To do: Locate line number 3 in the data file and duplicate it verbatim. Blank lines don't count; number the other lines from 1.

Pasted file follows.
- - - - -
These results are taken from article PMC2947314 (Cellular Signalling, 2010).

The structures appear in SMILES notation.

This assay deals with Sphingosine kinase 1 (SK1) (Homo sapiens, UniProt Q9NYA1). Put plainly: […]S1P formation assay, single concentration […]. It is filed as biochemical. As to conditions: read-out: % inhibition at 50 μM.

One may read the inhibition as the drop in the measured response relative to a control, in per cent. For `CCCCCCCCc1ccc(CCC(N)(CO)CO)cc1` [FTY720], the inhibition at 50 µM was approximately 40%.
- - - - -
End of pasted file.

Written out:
This assay deals with Sphingosine kinase 1 (SK1) (Homo sapiens, UniProt Q9NYA1). Put plainly: […]S1P formation assay, single concentration […]. It is filed as biochemical. As to conditions: read-out: % inhibition at 50 μM.